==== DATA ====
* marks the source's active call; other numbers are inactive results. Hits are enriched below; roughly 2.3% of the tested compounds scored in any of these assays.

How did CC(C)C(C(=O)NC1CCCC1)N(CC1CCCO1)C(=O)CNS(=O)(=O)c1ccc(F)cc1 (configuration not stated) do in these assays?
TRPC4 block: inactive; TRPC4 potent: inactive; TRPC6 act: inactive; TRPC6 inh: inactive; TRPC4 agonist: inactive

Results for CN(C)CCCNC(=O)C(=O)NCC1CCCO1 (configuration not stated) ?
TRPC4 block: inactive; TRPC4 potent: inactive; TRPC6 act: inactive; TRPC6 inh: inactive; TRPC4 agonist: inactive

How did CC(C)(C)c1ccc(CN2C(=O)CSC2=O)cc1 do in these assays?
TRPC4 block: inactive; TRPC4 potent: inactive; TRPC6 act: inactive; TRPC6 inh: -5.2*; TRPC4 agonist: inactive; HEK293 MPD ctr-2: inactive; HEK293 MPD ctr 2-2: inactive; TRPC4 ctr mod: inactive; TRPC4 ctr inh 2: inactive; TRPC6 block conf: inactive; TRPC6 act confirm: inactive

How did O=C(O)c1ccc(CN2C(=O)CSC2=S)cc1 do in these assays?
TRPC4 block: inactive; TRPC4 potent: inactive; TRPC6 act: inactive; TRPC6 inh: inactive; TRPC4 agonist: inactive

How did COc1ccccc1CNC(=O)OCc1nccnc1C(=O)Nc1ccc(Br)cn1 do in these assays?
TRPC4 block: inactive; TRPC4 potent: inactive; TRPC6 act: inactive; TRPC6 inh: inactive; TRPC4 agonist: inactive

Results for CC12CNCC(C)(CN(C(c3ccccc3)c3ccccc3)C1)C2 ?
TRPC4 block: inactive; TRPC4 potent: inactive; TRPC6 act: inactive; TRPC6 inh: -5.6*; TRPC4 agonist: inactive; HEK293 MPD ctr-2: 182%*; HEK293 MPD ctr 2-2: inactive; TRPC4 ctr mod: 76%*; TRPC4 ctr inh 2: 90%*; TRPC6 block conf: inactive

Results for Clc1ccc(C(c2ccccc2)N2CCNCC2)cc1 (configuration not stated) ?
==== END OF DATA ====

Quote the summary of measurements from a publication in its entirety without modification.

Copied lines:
* marks the source's active call; other numbers are inactive results. Hits are enriched below; roughly 2.3% of the tested compounds scored in any of these assays.

How did CC(C)C(C(=O)NC1CCCC1)N(CC1CCCO1)C(=O)CNS(=O)(=O)c1ccc(F)cc1 (configuration not stated) do in these assays?
TRPC4 block: inactive; TRPC4 potent: inactive; TRPC6 act: inactive; TRPC6 inh: inactive; TRPC4 agonist: inactive

Results for CN(C)CCCNC(=O)C(=O)NCC1CCCO1 (configuration not stated) ?
TRPC4 block: inactive; TRPC4 potent: inactive; TRPC6 act: inactive; TRPC6 inh: inactive; TRPC4 agonist: inactive

How did CC(C)(C)c1ccc(CN2C(=O)CSC2=O)cc1 do in these assays?
TRPC4 block: inactive; TRPC4 potent: inactive; TRPC6 act: inactive; TRPC6 inh: -5.2*; TRPC4 agonist: inactive; HEK293 MPD ctr-2: inactive; HEK293 MPD ctr 2-2: inactive; TRPC4 ctr mod: inactive; TRPC4 ctr inh 2: inactive; TRPC6 block conf: inactive; TRPC6 act confirm: inactive

How did O=C(O)c1ccc(CN2C(=O)CSC2=S)cc1 do in these assays?
TRPC4 block: inactive; TRPC4 potent: inactive; TRPC6 act: inactive; TRPC6 inh: inactive; TRPC4 agonist: inactive

How did COc1ccccc1CNC(=O)OCc1nccnc1C(=O)Nc1ccc(Br)cn1 do in these assays?
TRPC4 block: inactive; TRPC4 potent: inactive; TRPC6 act: inactive; TRPC6 inh: inactive; TRPC4 agonist: inactive

Results for CC12CNCC(C)(CN(C(c3ccccc3)c3ccccc3)C1)C2 ?
TRPC4 block: inactive; TRPC4 potent: inactive; TRPC6 act: inactive; TRPC6 inh: -5.6*; TRPC4 agonist: inactive; HEK293 MPD ctr-2: 182%*; HEK293 MPD ctr 2-2: inactive; TRPC4 ctr mod: 76%*; TRPC4 ctr inh 2: 90%*; TRPC6 block conf: inactive

Results for Clc1ccc(C(c2ccccc2)N2CCNCC2)cc1 (configuration not stated) ?